This article is more than 1 year old We're not regulating driverless vehicles until others do

No point in Blighty going its own way before tech hits 'market readiness' – minister

The British government has declared it is waiting for industry and international regulators to start creating standards for autonomous vehicles.

In a letter to the House of Lords, which had raised a number of questions about the Automated and Electric Vehicles Bill currently before Parliament, junior transport minister Baroness Sugg said the government is holding back until the various technologies have matured enough to be regulated without harming innovation.

"Whilst we do know that there will be different types of automated vehicles, with varying levels of sophistication, it is not possible at this stage to state what those changes will be. With this in mind it would not be appropriate to set definitive regulations in legislation at this time," wrote the baroness.

Her letter (PDF, 4 pages) explained that future autonomous vehicles intended for road use in the UK will probably go through the standard UK type certification process, as for every other type of road vehicle. Type approval is a blanket process.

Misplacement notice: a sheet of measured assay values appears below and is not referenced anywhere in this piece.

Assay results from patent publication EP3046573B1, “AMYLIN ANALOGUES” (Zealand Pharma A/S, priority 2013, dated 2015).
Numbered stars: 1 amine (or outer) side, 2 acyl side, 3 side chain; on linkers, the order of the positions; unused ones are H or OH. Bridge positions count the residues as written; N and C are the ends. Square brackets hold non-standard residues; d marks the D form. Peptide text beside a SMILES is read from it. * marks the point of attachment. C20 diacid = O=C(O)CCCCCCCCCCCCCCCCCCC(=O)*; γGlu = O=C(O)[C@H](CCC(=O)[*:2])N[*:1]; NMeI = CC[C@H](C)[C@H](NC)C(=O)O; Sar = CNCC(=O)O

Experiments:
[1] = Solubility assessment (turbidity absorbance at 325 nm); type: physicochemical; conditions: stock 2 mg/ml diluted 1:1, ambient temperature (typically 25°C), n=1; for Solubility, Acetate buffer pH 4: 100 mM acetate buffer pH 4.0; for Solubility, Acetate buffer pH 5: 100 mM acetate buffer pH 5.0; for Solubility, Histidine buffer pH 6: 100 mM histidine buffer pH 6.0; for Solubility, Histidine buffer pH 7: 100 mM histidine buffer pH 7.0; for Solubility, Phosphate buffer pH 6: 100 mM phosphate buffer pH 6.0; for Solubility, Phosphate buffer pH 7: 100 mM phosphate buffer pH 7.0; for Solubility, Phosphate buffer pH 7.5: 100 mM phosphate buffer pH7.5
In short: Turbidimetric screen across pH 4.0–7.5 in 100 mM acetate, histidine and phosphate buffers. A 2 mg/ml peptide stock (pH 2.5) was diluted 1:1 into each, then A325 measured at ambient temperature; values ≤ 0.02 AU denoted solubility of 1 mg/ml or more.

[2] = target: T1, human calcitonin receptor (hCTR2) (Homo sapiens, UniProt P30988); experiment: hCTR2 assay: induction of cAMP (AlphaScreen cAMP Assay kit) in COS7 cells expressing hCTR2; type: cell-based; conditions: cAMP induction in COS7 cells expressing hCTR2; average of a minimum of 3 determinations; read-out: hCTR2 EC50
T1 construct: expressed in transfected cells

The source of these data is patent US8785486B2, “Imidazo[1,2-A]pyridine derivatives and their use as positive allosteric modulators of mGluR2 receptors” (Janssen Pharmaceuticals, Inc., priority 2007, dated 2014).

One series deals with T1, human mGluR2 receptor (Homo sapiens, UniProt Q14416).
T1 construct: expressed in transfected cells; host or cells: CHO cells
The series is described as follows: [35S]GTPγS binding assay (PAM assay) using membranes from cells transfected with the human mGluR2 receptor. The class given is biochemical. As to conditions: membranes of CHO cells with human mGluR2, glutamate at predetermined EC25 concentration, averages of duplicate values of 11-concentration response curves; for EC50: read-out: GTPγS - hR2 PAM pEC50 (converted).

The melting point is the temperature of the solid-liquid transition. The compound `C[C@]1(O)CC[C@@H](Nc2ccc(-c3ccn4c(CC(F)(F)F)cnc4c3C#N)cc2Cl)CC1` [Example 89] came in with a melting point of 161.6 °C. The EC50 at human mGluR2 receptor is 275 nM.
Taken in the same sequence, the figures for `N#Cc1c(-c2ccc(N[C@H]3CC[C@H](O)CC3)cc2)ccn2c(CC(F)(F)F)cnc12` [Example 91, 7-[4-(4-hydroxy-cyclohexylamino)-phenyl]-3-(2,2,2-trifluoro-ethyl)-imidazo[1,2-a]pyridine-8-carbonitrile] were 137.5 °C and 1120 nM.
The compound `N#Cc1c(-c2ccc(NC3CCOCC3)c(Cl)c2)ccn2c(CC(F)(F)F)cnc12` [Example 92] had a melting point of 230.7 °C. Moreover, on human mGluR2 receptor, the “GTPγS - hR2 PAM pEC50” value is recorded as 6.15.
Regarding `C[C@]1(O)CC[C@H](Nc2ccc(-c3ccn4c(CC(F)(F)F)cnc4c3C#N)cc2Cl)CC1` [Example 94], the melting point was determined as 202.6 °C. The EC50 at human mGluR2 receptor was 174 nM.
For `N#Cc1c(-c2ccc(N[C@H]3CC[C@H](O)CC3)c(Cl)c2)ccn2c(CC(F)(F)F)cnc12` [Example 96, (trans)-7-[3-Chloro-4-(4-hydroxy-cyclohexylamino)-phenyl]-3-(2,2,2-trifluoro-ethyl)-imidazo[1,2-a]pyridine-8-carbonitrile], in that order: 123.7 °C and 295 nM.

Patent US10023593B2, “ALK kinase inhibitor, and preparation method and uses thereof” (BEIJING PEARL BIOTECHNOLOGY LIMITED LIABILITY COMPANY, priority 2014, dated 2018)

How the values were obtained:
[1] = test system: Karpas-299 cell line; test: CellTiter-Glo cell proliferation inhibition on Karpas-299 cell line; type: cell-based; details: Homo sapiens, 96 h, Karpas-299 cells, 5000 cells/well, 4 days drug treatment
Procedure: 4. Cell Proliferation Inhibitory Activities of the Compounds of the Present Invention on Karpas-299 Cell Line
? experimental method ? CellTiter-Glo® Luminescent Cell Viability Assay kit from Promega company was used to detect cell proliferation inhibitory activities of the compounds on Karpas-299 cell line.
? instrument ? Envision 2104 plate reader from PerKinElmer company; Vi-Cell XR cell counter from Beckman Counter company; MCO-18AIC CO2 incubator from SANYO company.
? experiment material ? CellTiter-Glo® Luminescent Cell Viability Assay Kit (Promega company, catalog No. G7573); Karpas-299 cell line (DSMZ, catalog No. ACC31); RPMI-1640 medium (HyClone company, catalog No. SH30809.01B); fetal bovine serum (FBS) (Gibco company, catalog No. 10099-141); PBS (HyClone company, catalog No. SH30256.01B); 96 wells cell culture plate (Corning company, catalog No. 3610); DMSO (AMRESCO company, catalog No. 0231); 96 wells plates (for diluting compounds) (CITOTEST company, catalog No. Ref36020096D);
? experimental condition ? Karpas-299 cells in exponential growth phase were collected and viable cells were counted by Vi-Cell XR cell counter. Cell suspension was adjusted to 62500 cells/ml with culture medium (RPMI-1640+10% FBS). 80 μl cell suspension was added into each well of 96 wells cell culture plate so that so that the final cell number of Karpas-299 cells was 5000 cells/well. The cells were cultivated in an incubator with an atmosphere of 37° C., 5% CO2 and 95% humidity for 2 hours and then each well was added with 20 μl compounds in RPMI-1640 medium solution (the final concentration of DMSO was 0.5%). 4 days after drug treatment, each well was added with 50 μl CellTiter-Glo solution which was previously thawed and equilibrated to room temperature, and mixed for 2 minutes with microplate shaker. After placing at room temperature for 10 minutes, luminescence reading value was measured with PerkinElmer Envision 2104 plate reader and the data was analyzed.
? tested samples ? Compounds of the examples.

"It is worth noting," added Baroness Sugg in her letter, "that necessary powers already exist to create new Motor Vehicle Construction and Use Regulations for automated vehicles through the Road Traffic Act 1988. It is for this reason that new regulation making powers are not necessary in the Bill."

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The minister also explained the lack of protections for data generated by autonomous vehicles, saying: "It is likely that these data recorders will be regulated on an international basis... it would be against UK interests to act unilaterally before decisions have been taken."

The AEV Bill is intended to achieve two things: the creation of a new insurance system so people can still make claims if an auto auto crashes while driving itself; and new laws forcing petrol station operators to install electric car charging points and hydrogen fuel pumps.

Although less high profile than the electric car part of the bill, the government is keeping a second string to its bow with a trial of hydrogen-fuelled vehicles to see whether that energy technology could have equal or greater prominence than purely electric vehicles in the future.

A UK ban on all sales of normal road vehicles has previously been announced. It will take effect in 2040, though some are already demanding it be brought forward a decade. ®

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